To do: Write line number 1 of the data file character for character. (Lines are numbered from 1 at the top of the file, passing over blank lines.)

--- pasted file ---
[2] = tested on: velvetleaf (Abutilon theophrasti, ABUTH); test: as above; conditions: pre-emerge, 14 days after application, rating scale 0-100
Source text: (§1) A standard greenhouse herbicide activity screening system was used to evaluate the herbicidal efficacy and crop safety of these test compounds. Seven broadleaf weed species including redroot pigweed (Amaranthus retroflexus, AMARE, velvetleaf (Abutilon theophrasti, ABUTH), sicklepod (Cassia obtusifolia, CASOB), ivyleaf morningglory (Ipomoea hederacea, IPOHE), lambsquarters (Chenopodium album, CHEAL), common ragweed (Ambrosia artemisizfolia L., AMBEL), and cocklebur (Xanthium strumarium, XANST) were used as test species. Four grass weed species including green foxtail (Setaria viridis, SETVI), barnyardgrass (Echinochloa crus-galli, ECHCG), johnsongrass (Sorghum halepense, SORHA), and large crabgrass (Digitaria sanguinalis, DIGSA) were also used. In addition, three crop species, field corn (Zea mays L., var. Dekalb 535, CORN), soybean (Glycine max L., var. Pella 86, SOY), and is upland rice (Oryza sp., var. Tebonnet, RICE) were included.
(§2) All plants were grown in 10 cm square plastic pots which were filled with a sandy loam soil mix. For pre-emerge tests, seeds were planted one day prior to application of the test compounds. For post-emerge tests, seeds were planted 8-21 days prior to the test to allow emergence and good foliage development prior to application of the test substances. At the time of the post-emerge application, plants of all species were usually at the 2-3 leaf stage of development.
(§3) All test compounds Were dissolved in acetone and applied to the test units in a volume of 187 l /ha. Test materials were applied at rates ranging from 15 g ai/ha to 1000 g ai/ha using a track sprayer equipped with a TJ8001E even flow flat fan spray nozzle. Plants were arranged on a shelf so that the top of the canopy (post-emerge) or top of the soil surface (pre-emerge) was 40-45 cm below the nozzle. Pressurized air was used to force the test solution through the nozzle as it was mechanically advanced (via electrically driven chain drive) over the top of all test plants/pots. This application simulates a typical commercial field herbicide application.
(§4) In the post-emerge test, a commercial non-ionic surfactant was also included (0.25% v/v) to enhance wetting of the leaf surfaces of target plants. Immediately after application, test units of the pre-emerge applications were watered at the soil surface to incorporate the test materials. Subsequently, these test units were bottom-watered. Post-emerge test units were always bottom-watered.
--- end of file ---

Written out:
[2] = tested on: velvetleaf (Abutilon theophrasti, ABUTH); test: as above; conditions: pre-emerge, 14 days after application, rating scale 0-100